New Women's Pro Soccer League Backed By USSF; Gulati Touts New Economic Model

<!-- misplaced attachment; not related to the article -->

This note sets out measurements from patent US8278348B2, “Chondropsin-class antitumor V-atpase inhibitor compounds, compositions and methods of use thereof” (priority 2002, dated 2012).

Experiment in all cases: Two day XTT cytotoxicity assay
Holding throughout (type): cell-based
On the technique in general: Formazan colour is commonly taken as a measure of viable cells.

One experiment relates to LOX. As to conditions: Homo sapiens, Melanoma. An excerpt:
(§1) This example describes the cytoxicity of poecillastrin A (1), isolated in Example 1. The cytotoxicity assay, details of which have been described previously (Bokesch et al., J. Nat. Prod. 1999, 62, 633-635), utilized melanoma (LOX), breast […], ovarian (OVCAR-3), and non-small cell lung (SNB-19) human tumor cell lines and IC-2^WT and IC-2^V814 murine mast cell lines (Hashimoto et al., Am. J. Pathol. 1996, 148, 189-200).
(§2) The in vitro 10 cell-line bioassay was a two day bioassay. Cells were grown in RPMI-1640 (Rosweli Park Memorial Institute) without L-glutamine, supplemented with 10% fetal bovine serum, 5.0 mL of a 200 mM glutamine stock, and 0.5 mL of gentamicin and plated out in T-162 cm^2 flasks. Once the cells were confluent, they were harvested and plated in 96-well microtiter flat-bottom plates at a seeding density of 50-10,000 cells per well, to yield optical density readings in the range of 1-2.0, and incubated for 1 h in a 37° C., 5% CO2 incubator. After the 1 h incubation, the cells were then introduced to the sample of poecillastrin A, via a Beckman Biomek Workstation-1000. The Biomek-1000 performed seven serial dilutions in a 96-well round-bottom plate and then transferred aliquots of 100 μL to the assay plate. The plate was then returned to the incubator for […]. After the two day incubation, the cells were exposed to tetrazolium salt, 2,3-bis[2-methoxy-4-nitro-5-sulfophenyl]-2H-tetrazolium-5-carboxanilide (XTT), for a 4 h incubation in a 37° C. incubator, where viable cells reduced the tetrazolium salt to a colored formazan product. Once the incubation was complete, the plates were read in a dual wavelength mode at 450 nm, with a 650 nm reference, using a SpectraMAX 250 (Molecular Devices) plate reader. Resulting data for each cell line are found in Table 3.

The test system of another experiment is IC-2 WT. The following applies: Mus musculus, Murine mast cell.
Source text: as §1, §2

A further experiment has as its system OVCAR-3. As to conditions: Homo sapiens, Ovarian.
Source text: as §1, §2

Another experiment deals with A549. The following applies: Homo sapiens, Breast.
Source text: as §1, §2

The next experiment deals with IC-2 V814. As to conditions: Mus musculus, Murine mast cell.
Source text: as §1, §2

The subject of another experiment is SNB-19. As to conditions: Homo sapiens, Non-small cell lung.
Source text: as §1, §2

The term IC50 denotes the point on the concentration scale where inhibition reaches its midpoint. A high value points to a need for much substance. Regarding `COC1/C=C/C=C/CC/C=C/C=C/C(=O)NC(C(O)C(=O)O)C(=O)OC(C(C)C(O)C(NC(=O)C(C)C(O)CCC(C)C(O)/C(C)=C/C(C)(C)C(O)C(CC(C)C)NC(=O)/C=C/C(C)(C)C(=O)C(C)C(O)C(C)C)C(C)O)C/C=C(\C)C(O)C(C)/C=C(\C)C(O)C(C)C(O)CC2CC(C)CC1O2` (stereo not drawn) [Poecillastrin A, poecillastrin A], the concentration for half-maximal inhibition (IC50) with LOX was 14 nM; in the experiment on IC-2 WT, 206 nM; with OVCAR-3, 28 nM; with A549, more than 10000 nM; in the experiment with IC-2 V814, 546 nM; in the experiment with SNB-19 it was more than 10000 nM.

U.S. Soccer Federation President Sunil Gulati on Wednesday “announced the formation of an eight-team women's professional league that will begin play in the spring,” according to Kevin Baxter of the L.A. TIMES. The move marks “the third time a women's soccer league has been launched in the U.S. in the last 12 years -- and the first two lasted just three seasons before folding, with economic issues fueling both collapses.” Gulati “promises that won't happen this time.” He said, "The model is quite different both in terms of the sort of players that you might go out and get internationally, in terms of the marketing and promotional efforts and maybe in terms of some of the stadiums." Baxter reported Gulati is “gambling U.S. Soccer's reputation and riches on the idea.” USSF will “not only fund the league office," but also will "pay the salaries of up to 24 national team players who will participate in the league.” The Canadian Soccer Association also will "sponsor 16 players and the Mexican federation will pay for eight." While "Gulati the soccer expert saw the league as a no-brainer, Gulati the economist concluded the private sector wouldn't be able to make it work without a giant public stimulus package.” The as-yet-unnamed league will “play a 22-game schedule running from March/April through early fall." Teams will be located in Boston, Chicago, DC, K.C., New Jersey, western New York, Portland and Seattle. While six teams "are located in cities that also have MLS teams," only the Portland club "will have official ties to the men's team" (L.A. TIMES, 11/25). Officials said that the new league “will try to avoid expensive venues.” In N.Y., Jack Bell noted discussions are “underway with several potential national sponsors and a television partner” (NYTIMES.com, 11/21).